Tag Archives: Christian (IX1CKN)

IX1CKN: Packing the PRC-320 on an activation of Tsatelet Natural Reserve

Many thanks to Christian (IX1CKN) who shares the following field report:


Activation of I-0120

by Christian (IX1CKN)

After “infecting” Andrea (IW0HK) with the use of military surplus for POTA activations, on December 26, 2023, I decided to repeat the experience. I brought the Plessey PRC-320 to the 791 meters of the Tsatelet Natural Reserve / I-0120.

With its 11 kg weight, two images came to mind. The first was from an article on QST dedicated to “green radios,” where it was said: “if you’re not fit, carrying one on your back will make you.” So true, even truer.

The other reminded me of all the Army officer cadets (who attended courses at in Aosta for years) that, specializing in transmissions, carried stations (also) on short waves on their shoulders around my Valley to ensure connections (I’ve seen some beautiful photos just in the past few days, here: http://www.rosti1.it/fixed/ja_AUC_BN/).

After 10 minutes of walking, I didn’t have much more left. Wonder how they made it…

After dispelling the mysticism, once at the destination, I set up the PRC in manpack configuration: with its whip vertical antenna and the counterpoise consisting of four coils to be laid on the ground.

Finding a frequency in 20 meters, I started calling. Propagation in phases, but a satisfying activation emerged, with 40 contacts scattered throughout Europe in 70 minutes on the air, including 5 “park to park.” Among them, even IW0HK, who was at Montemario Park.

A small curiosity: with the Christmas Eve activity, I had exhausted the dedicated logbook since 2013 for portable operations. To continue, I used the “Radio Adventure Journal” that I had seen mentioned on a Facebook group (being available on Amazon [QRPer affiliate link]).

It’s nice to see a program like POTA spreading like wildfire, not only in practice but also for some “accessories.” Thanks to everyone for the contacts.

Chris activates Les Iles Nature Reserve with his Plessey PRC-320!

Many thanks to Christian (IX1CKN) who shares the following field report:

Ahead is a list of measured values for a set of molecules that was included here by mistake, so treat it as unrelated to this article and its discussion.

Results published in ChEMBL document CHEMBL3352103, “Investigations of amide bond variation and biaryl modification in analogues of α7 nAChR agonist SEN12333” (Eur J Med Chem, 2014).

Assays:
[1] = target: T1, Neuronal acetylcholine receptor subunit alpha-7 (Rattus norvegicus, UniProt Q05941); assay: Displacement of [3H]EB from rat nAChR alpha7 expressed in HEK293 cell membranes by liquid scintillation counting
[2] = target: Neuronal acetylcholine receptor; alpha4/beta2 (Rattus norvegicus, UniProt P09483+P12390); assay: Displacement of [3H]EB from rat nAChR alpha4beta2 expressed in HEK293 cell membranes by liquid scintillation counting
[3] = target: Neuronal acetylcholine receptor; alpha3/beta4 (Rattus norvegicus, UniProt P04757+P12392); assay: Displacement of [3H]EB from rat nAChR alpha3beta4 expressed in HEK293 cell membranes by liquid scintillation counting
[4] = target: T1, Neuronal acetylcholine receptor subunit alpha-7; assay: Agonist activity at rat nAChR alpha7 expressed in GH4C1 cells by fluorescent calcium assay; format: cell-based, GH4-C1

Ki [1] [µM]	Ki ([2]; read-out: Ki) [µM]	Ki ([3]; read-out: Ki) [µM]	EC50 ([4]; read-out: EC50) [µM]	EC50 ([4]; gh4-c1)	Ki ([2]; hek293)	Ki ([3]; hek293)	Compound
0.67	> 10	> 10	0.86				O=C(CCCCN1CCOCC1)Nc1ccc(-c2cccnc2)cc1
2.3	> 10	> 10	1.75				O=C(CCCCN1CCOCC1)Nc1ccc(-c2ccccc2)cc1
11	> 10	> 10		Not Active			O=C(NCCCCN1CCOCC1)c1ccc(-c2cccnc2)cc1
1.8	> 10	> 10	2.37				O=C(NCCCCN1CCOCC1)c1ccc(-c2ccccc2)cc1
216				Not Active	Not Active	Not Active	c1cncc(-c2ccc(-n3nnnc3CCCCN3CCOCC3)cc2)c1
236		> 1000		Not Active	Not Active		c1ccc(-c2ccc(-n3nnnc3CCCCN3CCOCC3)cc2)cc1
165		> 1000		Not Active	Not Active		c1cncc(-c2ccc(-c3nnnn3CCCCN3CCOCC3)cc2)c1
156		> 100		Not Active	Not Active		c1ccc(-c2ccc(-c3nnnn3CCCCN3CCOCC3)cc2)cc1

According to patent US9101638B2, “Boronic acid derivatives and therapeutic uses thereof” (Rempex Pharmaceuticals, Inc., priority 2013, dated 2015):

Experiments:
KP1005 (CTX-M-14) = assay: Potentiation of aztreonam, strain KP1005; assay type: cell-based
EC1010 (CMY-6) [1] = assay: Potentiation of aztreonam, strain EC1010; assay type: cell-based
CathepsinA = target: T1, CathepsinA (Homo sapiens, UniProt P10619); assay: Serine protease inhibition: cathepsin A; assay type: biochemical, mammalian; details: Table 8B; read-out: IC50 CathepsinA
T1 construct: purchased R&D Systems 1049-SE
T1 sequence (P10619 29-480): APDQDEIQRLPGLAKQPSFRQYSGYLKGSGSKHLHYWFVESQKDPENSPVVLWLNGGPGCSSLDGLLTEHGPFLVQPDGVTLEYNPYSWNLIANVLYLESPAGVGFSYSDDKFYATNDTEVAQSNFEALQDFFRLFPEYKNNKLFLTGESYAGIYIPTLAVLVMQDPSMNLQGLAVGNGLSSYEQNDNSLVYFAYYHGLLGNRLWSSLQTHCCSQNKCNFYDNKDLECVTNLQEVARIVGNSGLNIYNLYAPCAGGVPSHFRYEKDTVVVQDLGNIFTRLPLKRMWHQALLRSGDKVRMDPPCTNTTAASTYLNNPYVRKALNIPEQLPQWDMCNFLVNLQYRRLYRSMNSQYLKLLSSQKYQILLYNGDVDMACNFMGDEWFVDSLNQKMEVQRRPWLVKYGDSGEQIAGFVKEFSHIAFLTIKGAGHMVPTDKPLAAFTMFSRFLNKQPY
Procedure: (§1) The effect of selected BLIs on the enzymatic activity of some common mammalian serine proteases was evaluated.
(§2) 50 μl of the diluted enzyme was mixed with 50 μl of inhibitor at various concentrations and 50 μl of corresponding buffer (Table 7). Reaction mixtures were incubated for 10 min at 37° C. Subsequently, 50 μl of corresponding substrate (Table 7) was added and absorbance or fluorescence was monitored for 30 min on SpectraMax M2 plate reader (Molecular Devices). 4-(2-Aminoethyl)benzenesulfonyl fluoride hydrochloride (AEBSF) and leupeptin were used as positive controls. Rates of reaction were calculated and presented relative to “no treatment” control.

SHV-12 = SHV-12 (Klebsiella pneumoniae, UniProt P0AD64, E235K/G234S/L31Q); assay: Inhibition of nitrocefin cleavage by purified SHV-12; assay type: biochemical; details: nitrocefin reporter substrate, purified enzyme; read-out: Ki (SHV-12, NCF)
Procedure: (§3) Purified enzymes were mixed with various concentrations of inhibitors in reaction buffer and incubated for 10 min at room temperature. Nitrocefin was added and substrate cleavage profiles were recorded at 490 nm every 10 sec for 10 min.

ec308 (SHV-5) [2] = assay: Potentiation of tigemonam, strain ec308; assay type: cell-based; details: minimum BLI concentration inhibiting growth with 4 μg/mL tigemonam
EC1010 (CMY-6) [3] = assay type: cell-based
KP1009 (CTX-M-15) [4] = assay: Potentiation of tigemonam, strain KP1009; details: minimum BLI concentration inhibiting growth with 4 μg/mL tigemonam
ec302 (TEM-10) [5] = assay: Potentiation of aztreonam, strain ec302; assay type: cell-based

Activation of I-0395

by Chris (IX1CKN)

Hey folks, I just wanted to share my activation at the Les Iles Nature Reserve (I-0395) on Christmas Eve (December 24, 2023)!

It’s been a while since I last visited (in July). The weather was perfect, around 20 degrees Celsius, and I was in the mood for a real outdoor activation.

I decided to go with the manpack Plessey PRC-320, a trusty companion delivering a solid 25 watts. I wanted to be one with nature, so no benches or bird-watching huts this time.

Got off to an exciting start on 20 meters with two stations from the UK recognizing my gear. One even complimented the excellent modulation with a whopping 9+10 signal strength, giving me hope for the rest of the activation. Then came a Spanish station, the always attentive IX1VKK Rinaldo (following me from home), a colleague from the Netherlands, another Brit, and then… silence. I kept calling for another 5 minutes, but no luck.

Could it be the morning flare that affected propagation? Who knows, but I noticed on the POTA cluster that another Italian colleague was activating on 28 MHz and being spotted by several American Hams. I decided to give it a try, found a clear frequency locally, and started calling. And guess what? Responses from across the Atlantic started pouring in – Massachusetts, Georgia, and even a park-to-park with Jim KC1QDZ from Brenton Point State Park in Rhode Island.

Short video:

Maybe not my first contact with a U.S. park on 10 meters, but definitely a memorable one.

Signal reports weren’t super strong, hovering around 5/3-5/4, but hey, as long as the noise floor isn’t sky-high, that signal is enough to complete the QSO. Moved to a different frequency as the band was buzzing with North American stations – Kentucky, New Jersey, North Carolina, and Maryland.

An hour in, and I’ve logged 12 contacts. Pretty incredible considering that what “saved” my activation were stations on the other side of the ocean. Europe on 20 meters was a bit challenging, but hey, that’s ham radio for you. You’d think POTA, with its simple and not-so-full-power setups, is a local affair, and then, on Christmas Eve, you realize DX is very much on the table.

I turn around, a duck dives in, and the last rays of sunlight caress the wetlands. Perfect way to end it.